The Montessori approach to discipline is just like every strand of Montessori teaching in that we aim to enable the child to develop discipline within themselves, for their own value. Is this like telling someone what’s good for them? How are we to know whether or not encouraging a child to develop the skill of patience, for example, will positively or negatively affect their lives? The problem is that research provides only a small window into the ever-changing and controversial phenomenon of discipline.
What exactly is discipline? A quick online search delivers the following definition:
‘The practice of training people to obey rules or a code of behaviour, using punishment to correct disobedience.’
I’m not sure about you, but that definition scares me a little bit. We as a society have found ourselves in a time where we find a basic code of behaviour to be necessary, both legally and morally. This code of behaviour benefits us as in theory it encourages us to take a path which respects the lives of other human beings. It lays out our expectations as a cohesive society in efforts to establish limitations to our actions. However, those who are not willing to adhere to this code are excluded or, as the above definition suggests, punished. This idea scares me because I find it hard to believe that there is a proven and established code of behaviour that leads to morally good human behaviour, which is in essence what a code of behaviour should be for. Is it morally acceptable to exclude those who do not fit our model of social acceptability? The definition suggests that we are both ‘training people’ (language that mirrors the training of animals) and using punishment to respond to those who deviate from the suggested ‘norm’. But if we do not agree with these notions then how else can we possibly understand the concept of discipline?
Maria Montessori tells us that “discipline is the fundamental instinct of man, as children prove to us. It is a normal need of human nature when it is protected and not deflected from its normal path”. This indication that discipline is something inherent within human beings, much like our survival instinct, makes the concept somewhat easier to understand; that we all strive to achieve self-discipline because it is a basic need that leads to a better chance of survival. Our success in doing so reaches different levels depending on the environment in which we live. As a result of this thinking, Montessori put the onus of the development of discipline on the child themselves, and so the adult’s responsibility becomes providing an environment in which discipline may develop rather than enforcing discipline on the child. Thus, we deviate from our traditional definition of discipline, with the use of punishment no longer being necessary. So how then do we enable a child to discipline themselves rather than us disciplining them?
The answer to this is strong, reasonable limits. In a Montessori classroom there are only three rules:
- Respect the environment
- Respect others
- Respect yourselfThese three rules comprehensively limit a range of negative behaviours which can always be boiled down to one of these rules. None of the rules are without reason, none of the rules proclaim the adult to be of a higher status than children, but rather they indicate the limitations of our world and the code of behaviour that we are inherently capable of holding ourselves to so as to function most effectively in our society. If these rules are implemented in a child’s environment, both at home and at school, then the child is in a perfect environment to practise regulating their own behaviours and thus form discipline from within. Children carry a basic human desire to be part of a group, first as part of the family group and then in the wider world, as part of society, so an understanding of the limitations of that group is vital for the child. We need to reframe our approach so that we realise we are trying to help children fit into this world, not chastise them when they don’t. No matter the standards that we hold ourselves and our children to, we must recognise that self-discipline requires practise, and practise is not always successful in the first instance, but it can become successful with time and patience.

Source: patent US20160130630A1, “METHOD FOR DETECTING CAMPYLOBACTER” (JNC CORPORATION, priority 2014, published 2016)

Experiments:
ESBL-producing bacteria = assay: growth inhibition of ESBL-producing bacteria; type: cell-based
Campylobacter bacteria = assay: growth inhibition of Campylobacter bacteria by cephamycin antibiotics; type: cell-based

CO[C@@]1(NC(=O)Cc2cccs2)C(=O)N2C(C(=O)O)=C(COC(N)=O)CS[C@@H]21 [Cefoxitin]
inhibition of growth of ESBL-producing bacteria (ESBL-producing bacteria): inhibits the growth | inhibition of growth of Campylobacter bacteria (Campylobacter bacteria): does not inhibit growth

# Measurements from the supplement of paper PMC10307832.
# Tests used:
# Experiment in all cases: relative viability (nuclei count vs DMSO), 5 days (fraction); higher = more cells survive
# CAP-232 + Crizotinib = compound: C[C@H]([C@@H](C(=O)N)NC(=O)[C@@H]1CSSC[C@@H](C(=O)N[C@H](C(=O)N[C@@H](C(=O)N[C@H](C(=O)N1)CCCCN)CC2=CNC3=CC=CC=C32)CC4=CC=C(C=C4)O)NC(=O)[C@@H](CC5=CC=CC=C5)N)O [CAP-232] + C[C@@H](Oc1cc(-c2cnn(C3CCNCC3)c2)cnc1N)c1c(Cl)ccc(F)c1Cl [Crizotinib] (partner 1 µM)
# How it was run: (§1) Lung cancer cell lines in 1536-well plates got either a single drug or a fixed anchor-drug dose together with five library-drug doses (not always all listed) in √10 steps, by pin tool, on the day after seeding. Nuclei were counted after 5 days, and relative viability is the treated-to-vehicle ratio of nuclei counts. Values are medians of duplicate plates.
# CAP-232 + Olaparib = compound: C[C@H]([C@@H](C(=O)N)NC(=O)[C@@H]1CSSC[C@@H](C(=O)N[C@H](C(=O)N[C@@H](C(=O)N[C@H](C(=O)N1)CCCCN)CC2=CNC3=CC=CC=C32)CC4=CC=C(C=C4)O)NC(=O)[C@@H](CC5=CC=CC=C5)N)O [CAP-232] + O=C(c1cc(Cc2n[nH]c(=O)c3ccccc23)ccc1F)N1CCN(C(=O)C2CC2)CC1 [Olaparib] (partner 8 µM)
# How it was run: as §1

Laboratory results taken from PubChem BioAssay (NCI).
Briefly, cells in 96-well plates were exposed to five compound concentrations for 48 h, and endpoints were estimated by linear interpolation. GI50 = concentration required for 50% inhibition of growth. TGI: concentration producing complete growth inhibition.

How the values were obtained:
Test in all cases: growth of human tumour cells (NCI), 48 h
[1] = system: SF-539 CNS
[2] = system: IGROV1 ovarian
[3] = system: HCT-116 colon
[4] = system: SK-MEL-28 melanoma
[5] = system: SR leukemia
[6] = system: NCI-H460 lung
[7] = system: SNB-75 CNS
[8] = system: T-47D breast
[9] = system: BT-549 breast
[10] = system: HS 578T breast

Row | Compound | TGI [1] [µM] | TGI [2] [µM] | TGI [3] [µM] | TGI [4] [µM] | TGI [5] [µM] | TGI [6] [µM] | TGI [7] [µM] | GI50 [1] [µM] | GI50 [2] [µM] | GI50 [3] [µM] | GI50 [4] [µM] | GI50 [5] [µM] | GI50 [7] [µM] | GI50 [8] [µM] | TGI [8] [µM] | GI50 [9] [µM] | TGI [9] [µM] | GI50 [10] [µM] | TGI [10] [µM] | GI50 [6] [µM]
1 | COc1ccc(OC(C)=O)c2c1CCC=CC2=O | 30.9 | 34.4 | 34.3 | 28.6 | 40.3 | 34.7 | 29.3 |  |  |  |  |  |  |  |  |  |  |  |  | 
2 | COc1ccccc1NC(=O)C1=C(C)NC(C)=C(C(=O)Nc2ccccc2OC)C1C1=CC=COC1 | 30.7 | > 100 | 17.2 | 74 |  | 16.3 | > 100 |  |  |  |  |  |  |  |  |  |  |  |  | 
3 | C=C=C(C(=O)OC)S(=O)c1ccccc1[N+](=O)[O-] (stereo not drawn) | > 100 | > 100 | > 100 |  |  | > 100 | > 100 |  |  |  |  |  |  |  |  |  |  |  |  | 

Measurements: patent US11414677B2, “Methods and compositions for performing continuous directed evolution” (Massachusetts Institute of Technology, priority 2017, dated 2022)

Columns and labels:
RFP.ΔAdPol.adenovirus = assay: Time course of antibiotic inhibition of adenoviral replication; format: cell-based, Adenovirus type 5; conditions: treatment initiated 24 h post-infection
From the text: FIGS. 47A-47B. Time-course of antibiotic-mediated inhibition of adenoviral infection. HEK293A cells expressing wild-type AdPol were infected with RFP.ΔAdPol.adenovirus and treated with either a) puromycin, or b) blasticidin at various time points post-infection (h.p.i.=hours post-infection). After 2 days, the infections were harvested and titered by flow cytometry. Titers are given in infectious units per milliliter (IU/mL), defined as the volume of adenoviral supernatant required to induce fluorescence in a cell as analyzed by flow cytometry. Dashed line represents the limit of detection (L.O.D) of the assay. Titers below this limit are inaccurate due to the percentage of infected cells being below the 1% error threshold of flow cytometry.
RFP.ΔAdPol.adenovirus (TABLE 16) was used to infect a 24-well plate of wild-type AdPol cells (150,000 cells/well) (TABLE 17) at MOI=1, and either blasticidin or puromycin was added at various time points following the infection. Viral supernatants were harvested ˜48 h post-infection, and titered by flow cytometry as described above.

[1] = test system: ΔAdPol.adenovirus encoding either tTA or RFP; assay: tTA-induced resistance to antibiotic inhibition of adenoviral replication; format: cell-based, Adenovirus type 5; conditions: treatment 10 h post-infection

By showing a child that they are responsible for their own behaviours, rather than us being responsible for them, we empower the child to make more conscious choices in their lives. Gradually they come to realise the consequences of their decisions affect both them and the world around them, thus leading to a true conscious desire to start making better decisions. This we cannot expect overnight, yet with time and most importantly consistency it is possible to see children’s self-discipline grow with them. When a baby is born, they do not know how to function in this world and this society; our job is to show them how.
1 Montessori, M. (2015) Education and Peace p100, Amsterdam: Montessori-Pierson
Shallal Qureshi is an AMI 3-6 Diploma holder who currently works as a Montessori Guide in a Children's House setting. She holds a BA in Ancient History from King's College London as well as the AMI Observation Course Certificate and the AMI 6-12 Assistant Certificate. Shallal writes on education and has a particular interest in the development of self-discipline at a young age. In addition to her role as a board member of the Montessori Society AMI (UK), she volunteers for various social purpose organisations, ensuring that a philosophy of inclusion is always present in her work both inside and outside of the classroom.